I am invisible. I am a veteran. I am a veteran whether I return from war abroad, or from service domestically. I have voluntarily served our country and protected and defended our nation. And most of you never knew I was there. If I wear my cap, my shirt, or my jacket, you might see me and thank me for my service, to which I might say ‘thank you’, or ‘it was my honor’.
I might just nod or smile and walk away with a limp, with a cane, with mental anguish, or I might not walk away at all: I might roll away. But maybe I am sitting on the cold ground watching, hearing, or feeling you walk, roll, run, drive, jog, or laugh by as you enjoy the
freedoms I have almost died to provide.
You might know me to have served and you might not. I don’t always look like I served. Sometimes I look like I am the one in need. I might be the one who needs your service, your protection now. I may be evicted from my home soon, I may have lost my home and family, I may be homeless, but I am still a veteran.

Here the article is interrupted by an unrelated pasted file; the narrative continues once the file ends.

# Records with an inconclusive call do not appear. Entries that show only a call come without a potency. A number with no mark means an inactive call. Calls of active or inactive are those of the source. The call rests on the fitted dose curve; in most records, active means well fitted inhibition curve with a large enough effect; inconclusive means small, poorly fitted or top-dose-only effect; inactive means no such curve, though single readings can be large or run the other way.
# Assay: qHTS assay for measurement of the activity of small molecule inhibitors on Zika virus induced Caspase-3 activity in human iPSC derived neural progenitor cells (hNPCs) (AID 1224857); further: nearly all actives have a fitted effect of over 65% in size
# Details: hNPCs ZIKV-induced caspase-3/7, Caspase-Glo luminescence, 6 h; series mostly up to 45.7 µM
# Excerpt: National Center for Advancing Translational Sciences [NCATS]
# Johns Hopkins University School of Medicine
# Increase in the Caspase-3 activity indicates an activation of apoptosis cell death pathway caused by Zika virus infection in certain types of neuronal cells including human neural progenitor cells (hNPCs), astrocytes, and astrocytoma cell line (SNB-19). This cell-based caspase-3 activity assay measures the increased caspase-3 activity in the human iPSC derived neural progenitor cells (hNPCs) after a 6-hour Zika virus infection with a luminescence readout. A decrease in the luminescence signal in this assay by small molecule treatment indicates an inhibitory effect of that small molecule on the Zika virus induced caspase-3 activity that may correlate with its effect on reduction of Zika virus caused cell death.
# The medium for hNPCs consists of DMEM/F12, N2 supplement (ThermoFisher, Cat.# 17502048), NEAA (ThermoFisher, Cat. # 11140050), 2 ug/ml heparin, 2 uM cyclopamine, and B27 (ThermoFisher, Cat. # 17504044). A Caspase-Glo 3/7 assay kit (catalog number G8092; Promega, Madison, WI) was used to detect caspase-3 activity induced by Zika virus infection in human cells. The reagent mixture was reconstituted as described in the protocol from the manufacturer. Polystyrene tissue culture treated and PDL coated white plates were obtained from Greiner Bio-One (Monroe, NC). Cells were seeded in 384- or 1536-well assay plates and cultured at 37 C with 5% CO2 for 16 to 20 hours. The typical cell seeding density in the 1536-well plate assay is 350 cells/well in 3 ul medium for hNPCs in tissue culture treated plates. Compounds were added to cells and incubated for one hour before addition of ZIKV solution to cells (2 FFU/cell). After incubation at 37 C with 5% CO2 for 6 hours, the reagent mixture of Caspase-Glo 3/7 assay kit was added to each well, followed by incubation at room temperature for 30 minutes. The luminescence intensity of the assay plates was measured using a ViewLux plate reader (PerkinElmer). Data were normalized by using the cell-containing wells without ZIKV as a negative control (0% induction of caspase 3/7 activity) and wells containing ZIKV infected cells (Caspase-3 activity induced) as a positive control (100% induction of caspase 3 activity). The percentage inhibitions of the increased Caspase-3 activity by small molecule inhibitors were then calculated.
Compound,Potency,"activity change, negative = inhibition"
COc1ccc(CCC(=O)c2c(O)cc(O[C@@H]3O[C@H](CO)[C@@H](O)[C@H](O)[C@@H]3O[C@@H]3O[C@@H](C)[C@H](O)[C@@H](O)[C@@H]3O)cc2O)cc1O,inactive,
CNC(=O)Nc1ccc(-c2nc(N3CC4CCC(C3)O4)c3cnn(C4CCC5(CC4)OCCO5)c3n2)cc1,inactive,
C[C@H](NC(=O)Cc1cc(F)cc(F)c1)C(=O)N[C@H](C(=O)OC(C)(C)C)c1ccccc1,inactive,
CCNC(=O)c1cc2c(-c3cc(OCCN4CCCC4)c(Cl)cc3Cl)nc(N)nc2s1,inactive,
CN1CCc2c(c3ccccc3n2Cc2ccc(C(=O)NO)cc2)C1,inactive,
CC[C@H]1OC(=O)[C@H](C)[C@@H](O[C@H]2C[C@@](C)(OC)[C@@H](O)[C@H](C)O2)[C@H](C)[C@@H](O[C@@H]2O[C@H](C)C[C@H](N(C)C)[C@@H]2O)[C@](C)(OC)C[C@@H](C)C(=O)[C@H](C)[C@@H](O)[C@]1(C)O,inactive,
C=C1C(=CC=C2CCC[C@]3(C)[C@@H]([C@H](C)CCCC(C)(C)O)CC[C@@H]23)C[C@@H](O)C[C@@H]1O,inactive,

I may be a thriving businessperson, or a person that smiled as we passed each other by. I may be a woman with children, or the driver you’re mad at. I am still a veteran.
My military service is something that I cherish even though the memories have started to fade away. I still remember, though. I still remember taking the oath. I still remember the day I left for service. I still remember why I served. I still remember and feel the pride of enlistment and service.
I am here. I am human. I am worth your time and attention. I deserve to be respected, not because I am a veteran, but because I am a human being worthy of the same everyday things that you may take for granted. I do not ask for much and I may not ever ask for anything. Yet, I am asking something of you today. Not for me, but for us: Acknowledge us. Make eye contact with us. Let us know that we are actually not invisible.
U. S. Navy Veteran